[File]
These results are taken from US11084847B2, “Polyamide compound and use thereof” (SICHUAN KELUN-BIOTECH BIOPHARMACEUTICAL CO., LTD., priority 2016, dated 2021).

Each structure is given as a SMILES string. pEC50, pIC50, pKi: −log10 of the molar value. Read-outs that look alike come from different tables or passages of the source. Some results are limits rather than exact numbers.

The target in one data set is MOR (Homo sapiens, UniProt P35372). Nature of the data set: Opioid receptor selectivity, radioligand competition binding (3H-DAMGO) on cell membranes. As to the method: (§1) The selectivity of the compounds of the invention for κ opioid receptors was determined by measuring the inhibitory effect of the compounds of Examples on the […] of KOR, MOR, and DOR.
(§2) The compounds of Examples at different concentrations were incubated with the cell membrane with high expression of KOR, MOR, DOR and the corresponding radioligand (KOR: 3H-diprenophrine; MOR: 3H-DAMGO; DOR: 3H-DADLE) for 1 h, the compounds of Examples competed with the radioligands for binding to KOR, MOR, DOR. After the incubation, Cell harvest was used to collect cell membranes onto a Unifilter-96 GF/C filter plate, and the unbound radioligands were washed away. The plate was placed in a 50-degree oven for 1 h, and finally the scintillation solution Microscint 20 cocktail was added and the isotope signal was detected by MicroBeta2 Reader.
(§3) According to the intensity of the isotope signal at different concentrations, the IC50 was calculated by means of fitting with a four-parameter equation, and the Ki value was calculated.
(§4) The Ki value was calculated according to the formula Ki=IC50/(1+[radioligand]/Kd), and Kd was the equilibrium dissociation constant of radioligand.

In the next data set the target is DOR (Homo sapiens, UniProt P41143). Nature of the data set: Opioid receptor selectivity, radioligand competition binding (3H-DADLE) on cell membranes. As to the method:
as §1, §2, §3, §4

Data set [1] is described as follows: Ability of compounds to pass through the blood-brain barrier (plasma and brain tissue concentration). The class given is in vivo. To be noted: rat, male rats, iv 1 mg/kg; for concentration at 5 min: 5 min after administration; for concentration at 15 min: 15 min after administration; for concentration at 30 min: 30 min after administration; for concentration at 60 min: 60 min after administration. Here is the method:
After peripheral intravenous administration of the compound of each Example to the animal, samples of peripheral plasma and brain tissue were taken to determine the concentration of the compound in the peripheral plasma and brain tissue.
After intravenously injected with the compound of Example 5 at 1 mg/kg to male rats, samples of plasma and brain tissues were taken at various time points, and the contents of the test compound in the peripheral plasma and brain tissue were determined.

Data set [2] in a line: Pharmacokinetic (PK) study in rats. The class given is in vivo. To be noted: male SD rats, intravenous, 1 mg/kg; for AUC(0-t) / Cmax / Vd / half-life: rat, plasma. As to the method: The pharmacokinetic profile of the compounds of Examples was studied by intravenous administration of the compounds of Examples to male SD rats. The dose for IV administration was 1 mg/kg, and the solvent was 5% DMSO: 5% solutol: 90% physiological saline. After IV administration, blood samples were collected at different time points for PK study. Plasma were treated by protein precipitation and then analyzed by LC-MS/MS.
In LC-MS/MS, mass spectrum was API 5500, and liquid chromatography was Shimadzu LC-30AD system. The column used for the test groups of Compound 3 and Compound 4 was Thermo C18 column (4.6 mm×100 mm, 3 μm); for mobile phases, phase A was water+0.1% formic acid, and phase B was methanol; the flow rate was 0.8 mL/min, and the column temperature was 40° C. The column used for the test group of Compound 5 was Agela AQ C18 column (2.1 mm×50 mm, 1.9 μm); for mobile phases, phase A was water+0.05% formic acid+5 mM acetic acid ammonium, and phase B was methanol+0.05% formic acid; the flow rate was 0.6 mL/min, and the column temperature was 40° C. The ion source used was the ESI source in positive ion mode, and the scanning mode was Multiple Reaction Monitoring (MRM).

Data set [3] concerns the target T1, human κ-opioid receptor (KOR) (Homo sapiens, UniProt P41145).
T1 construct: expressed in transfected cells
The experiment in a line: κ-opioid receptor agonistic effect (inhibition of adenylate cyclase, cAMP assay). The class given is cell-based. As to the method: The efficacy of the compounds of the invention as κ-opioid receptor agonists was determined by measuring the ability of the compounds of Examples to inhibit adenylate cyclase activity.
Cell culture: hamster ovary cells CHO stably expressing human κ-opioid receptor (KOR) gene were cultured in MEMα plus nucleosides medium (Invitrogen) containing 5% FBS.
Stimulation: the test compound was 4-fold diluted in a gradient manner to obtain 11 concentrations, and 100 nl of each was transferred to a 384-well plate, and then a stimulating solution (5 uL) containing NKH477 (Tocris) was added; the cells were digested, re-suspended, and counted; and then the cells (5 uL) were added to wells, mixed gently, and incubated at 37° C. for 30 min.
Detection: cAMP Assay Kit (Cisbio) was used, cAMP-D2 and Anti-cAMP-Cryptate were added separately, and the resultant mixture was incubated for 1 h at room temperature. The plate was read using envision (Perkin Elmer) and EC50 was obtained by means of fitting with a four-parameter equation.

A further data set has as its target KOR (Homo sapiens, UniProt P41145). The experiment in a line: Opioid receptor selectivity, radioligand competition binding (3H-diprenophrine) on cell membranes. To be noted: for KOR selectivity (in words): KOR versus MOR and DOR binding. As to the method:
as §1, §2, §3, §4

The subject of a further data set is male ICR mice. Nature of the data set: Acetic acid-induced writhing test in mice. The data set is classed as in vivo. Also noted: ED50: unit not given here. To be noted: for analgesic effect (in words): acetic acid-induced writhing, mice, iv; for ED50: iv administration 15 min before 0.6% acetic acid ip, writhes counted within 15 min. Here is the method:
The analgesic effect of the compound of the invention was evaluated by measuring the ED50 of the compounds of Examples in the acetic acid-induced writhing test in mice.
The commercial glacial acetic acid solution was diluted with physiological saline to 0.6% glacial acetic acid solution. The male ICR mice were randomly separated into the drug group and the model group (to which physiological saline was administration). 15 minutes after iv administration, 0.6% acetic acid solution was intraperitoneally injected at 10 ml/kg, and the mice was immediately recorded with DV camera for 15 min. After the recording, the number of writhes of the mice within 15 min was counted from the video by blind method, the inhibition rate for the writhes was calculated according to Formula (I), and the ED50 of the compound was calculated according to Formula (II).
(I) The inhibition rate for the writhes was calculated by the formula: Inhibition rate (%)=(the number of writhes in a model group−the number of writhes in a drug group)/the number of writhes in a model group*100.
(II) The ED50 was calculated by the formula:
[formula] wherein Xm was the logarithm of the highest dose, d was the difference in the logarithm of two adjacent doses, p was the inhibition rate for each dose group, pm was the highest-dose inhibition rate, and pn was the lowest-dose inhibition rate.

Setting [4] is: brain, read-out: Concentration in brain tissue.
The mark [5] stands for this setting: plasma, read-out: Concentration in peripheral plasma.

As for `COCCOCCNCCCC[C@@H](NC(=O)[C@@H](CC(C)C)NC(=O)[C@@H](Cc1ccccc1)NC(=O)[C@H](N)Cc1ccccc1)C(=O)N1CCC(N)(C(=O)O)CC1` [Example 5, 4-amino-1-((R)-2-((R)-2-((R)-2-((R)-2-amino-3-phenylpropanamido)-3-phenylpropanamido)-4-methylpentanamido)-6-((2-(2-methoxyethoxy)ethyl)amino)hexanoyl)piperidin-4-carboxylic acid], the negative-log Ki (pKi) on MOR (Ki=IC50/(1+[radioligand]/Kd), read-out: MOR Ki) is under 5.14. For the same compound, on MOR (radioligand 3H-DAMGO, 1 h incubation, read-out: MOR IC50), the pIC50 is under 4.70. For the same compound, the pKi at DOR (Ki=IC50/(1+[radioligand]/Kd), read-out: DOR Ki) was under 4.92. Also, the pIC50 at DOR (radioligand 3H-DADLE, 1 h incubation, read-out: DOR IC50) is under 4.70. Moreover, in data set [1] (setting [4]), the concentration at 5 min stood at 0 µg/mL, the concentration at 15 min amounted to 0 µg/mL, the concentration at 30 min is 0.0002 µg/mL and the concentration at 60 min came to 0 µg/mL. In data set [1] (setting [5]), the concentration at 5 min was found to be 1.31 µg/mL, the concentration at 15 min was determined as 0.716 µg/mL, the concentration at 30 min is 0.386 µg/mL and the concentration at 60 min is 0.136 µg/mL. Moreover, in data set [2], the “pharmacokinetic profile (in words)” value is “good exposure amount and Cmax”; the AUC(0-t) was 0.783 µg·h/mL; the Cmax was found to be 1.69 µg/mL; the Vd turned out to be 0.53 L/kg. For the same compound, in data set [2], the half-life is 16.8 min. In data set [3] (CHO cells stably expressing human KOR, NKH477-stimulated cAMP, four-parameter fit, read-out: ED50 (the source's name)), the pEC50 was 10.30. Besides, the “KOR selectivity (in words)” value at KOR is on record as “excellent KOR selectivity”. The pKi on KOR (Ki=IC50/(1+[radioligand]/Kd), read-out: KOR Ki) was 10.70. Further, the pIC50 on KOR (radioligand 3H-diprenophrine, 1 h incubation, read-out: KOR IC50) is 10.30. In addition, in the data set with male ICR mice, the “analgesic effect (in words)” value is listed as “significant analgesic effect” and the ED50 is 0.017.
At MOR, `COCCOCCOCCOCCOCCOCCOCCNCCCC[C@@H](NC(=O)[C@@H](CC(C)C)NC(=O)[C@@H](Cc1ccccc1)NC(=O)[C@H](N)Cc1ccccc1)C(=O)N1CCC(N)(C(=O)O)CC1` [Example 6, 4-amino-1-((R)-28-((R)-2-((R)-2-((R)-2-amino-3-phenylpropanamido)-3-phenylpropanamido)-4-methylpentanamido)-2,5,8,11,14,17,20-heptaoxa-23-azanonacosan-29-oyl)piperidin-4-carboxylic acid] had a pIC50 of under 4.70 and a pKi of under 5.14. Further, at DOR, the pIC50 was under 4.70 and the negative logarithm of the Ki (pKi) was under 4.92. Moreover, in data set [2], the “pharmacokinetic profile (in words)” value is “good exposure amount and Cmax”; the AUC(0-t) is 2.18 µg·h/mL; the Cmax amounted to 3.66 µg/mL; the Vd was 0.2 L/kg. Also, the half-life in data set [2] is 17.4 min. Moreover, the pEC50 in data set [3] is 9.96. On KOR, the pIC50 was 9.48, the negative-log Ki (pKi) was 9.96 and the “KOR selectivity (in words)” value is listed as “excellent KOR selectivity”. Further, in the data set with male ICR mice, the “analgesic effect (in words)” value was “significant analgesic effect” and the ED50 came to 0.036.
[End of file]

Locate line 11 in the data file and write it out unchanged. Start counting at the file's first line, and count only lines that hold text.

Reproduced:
After intravenously injected with the compound of Example 5 at 1 mg/kg to male rats, samples of plasma and brain tissues were taken at various time points, and the contents of the test compound in the peripheral plasma and brain tissue were determined.